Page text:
Warehouse management is a balance of activities that begins from the moment goods arrive until they’re issued out.
Several crucial tasks control the operations within a warehouse. They revolve mostly around materials and assets on one hand, and employee management and maintenance oversight on the other.
Although such tasks have been performed manually in the past, these days most if not all are automated. This has become possible through the use of technologies such as enterprise resource planning (ERP), standalone warehouse management system (WMS) software, and computerized maintenance management systems (CMMS).
Let’s look at CMMS specifically, and consider how it improves various aspects of warehouse management, resulting in smoother and more efficient processes.
CMMS yields two major benefits in maintaining warehouse equipment: reduction in equipment downtime, and prolonged asset lifespan.
The inconvenience of equipment downtime is evident in the many processes that are disrupted every time there’s an unplanned shutdown. There are several reasons why a machine would fail, but in this context let’s assume it’s due to delayed maintenance.
Imagine that a forklift has shut down unexpectedly, causing packing activities to ground to a halt. Immediate repair is the priority, but the situation is aggravated by the unavailability of spare parts. Corporate managers estimate that problems with forklift maintenance can cost a facility thousands of dollars per minute.
CMMS can eliminate this problem by generating low-spare-parts alerts, recording equipment repair history, and even tracking asset condition trends if the facility were to implement condition-based maintenance. The result is reduced downtime, prolonged asset lifespans and monetary savings.
Warehouses can achieve higher efficiency by automating the collation, organization and distribution of relevant information from one central location. (The CMMS can be accessed from anywhere, as long as there is internet connectivity.) Managers can attend to issues at the warehouse and make informed decisions without being physically present. In addition, a mobile-enabled CMMS can boost communication among staff, who can check the status of work orders, monitor the progress of repairs, and receive alerts on the go.
Spare Parts Management
CMMS allows for better control of the entire process of spare parts procurement, from vendor management to purchasing, stocking and issuing of parts. It provides a concise picture of what’s happening with all kinds of replaceable components. It helps managers to generate purchase requests, track specific information about items, note their location in real time, and monitor storeroom levels.
Because CMMS tracks data over time, it enables insights that form the basis for short- and long-term stock planning. By identifying a pattern of parts consumption over time, it helps to prevent situations where, for example, a component is needed for an urgent repair but is out of stock. The system issues alerts when parts-inventory stock falls below predefined thresholds.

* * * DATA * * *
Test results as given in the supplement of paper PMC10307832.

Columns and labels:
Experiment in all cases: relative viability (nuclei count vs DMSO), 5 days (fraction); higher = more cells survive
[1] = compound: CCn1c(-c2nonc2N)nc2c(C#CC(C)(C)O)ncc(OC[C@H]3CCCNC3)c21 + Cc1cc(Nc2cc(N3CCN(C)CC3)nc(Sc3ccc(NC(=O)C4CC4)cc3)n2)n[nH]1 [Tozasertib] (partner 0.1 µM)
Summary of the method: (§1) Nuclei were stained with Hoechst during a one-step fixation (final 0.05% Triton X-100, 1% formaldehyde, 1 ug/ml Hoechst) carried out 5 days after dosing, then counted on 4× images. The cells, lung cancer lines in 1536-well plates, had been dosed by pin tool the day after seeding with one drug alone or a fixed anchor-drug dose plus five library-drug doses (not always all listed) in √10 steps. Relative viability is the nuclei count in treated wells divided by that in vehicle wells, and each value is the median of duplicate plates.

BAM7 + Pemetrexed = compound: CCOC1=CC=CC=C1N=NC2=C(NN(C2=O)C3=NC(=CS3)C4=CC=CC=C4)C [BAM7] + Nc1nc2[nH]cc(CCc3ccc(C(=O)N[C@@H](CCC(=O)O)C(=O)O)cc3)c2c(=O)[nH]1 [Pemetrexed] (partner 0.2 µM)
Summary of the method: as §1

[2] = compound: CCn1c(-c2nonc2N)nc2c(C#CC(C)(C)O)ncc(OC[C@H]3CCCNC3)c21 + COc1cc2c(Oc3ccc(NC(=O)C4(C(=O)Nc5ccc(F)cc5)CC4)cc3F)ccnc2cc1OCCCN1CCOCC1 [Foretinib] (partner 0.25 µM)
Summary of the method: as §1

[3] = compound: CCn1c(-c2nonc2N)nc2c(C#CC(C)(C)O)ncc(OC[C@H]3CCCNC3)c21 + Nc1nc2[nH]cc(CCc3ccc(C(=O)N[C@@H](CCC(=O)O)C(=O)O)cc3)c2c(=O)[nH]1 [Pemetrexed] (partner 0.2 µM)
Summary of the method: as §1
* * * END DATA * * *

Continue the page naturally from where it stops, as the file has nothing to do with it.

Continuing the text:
CMMS is a cloud-based system, allowing all users to access the same information no matter where they’re located. As a result, they can more easily coordinate maintenance activities that are dependent on the availability of a particular spare part.
When it comes to effective equipment maintenance, the best bet is to take a proactive approach.
There are a number of proactive maintenance strategies to choose from today, with preventive and predictive maintenance being the most dominant. In all cases, a CMMS eliminates the need to spend time manually plotting and scheduling maintenance activities. Attempting to manage maintenance manually in a large, modern-day warehouse is a surefire recipe for chaos. Activities will clash, important tasks will be overlooked, and downtime will increase as the maintenance team struggles to address one emergency after the other.
Warehouse owners face strict requirements for routine regulatory inspections, as well as safety and compliance audits. (That’s especially the case for the food and health sectors.) OSHA maintains stringent safety regulations and guidelines for warehouses. The most common audits are for quality assurance, meter readings, safety and hazard inspections.
CMMS software can be used to create, schedule, perform, and record a wide variety of inspections. The records also serve as evidence of compliance, because of the system’s ability to upload related documents such as checklists, images, and step-by-step procedures to validate that interventions were correctly executed.
When all is said and done, warehouse management is a demanding venture with little tolerance for mistakes and inefficiencies. Instead of wasting valuable time trying to manage everything manually, consider a tool like CMMS to keep chaos at bay. It will help to eliminate many warehouse-management headaches.
Bryan Christiansen is founder and CEO of Limble CMMS.